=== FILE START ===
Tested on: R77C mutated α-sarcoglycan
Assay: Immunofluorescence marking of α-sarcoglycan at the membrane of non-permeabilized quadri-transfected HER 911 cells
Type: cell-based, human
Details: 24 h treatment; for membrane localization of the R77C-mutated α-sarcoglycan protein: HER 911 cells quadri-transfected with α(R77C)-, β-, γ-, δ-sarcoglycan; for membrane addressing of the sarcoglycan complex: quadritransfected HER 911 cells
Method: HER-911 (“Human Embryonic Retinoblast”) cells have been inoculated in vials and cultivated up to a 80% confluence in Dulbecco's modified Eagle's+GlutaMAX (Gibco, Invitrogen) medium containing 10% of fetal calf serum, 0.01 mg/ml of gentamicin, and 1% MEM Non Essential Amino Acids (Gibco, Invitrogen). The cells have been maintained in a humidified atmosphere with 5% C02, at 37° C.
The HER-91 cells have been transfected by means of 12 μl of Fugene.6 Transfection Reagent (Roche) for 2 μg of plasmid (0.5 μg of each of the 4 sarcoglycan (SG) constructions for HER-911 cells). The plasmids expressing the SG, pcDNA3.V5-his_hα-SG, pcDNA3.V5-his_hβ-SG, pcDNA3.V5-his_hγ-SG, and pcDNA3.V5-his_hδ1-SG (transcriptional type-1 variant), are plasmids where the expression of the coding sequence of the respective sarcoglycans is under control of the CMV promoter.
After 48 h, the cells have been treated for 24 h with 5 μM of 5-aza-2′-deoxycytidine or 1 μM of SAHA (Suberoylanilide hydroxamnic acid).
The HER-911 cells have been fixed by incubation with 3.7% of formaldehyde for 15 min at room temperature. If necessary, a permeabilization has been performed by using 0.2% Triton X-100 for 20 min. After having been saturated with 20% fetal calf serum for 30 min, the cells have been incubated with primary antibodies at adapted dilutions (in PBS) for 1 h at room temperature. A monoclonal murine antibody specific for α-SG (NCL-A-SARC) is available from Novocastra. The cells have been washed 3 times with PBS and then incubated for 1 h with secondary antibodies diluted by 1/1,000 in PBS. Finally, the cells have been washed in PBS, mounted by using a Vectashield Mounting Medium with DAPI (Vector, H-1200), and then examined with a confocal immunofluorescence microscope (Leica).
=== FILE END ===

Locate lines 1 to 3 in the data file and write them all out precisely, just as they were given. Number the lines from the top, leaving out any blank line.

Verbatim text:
Tested on: R77C mutated α-sarcoglycan
Assay: Immunofluorescence marking of α-sarcoglycan at the membrane of non-permeabilized quadri-transfected HER 911 cells
Type: cell-based, human